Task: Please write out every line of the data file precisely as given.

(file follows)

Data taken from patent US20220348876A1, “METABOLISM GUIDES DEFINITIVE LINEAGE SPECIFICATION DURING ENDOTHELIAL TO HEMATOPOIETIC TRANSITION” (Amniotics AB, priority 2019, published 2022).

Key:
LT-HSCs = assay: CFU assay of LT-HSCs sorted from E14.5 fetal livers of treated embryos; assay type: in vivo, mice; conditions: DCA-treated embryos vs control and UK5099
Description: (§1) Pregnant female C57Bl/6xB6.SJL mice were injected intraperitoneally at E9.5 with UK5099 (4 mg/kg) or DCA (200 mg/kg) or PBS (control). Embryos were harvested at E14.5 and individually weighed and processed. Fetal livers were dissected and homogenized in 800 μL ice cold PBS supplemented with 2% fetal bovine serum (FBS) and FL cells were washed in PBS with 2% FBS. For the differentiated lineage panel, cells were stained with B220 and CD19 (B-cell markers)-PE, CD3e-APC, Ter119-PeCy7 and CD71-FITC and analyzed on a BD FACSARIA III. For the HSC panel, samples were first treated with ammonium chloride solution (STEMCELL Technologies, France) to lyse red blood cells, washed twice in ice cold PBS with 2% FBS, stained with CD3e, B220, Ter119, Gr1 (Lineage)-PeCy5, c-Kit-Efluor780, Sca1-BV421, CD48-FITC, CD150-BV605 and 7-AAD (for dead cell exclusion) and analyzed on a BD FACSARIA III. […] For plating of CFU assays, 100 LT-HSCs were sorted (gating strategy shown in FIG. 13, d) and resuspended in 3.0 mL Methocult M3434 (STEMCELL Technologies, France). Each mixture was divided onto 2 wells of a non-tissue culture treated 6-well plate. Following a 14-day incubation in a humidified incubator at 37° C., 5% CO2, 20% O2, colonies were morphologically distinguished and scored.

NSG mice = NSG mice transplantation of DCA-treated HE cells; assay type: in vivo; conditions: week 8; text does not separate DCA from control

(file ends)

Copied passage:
Data taken from patent US20220348876A1, “METABOLISM GUIDES DEFINITIVE LINEAGE SPECIFICATION DURING ENDOTHELIAL TO HEMATOPOIETIC TRANSITION” (Amniotics AB, priority 2019, published 2022).

Key:
LT-HSCs = assay: CFU assay of LT-HSCs sorted from E14.5 fetal livers of treated embryos; assay type: in vivo, mice; conditions: DCA-treated embryos vs control and UK5099
Description: (§1) Pregnant female C57Bl/6xB6.SJL mice were injected intraperitoneally at E9.5 with UK5099 (4 mg/kg) or DCA (200 mg/kg) or PBS (control). Embryos were harvested at E14.5 and individually weighed and processed. Fetal livers were dissected and homogenized in 800 μL ice cold PBS supplemented with 2% fetal bovine serum (FBS) and FL cells were washed in PBS with 2% FBS. For the differentiated lineage panel, cells were stained with B220 and CD19 (B-cell markers)-PE, CD3e-APC, Ter119-PeCy7 and CD71-FITC and analyzed on a BD FACSARIA III. For the HSC panel, samples were first treated with ammonium chloride solution (STEMCELL Technologies, France) to lyse red blood cells, washed twice in ice cold PBS with 2% FBS, stained with CD3e, B220, Ter119, Gr1 (Lineage)-PeCy5, c-Kit-Efluor780, Sca1-BV421, CD48-FITC, CD150-BV605 and 7-AAD (for dead cell exclusion) and analyzed on a BD FACSARIA III. […] For plating of CFU assays, 100 LT-HSCs were sorted (gating strategy shown in FIG. 13, d) and resuspended in 3.0 mL Methocult M3434 (STEMCELL Technologies, France). Each mixture was divided onto 2 wells of a non-tissue culture treated 6-well plate. Following a 14-day incubation in a humidified incubator at 37° C., 5% CO2, 20% O2, colonies were morphologically distinguished and scored.

NSG mice = NSG mice transplantation of DCA-treated HE cells; assay type: in vivo; conditions: week 8; text does not separate DCA from control